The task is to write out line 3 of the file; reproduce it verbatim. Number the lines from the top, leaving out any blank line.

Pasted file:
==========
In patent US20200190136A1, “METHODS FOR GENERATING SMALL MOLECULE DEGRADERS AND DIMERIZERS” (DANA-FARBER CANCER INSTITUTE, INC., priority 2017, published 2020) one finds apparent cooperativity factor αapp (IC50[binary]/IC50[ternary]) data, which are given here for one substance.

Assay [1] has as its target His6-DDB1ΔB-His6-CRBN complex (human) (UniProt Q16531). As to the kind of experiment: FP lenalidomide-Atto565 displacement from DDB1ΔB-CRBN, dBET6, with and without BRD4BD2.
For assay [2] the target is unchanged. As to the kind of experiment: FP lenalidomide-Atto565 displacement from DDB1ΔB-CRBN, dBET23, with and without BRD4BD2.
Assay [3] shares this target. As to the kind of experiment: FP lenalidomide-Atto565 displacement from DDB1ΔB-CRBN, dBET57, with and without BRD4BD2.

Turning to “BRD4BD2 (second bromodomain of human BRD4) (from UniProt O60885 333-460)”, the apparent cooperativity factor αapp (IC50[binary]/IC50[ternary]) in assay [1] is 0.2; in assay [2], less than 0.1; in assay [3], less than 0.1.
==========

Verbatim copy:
For assay [2] the target is unchanged. As to the kind of experiment: FP lenalidomide-Atto565 displacement from DDB1ΔB-CRBN, dBET23, with and without BRD4BD2.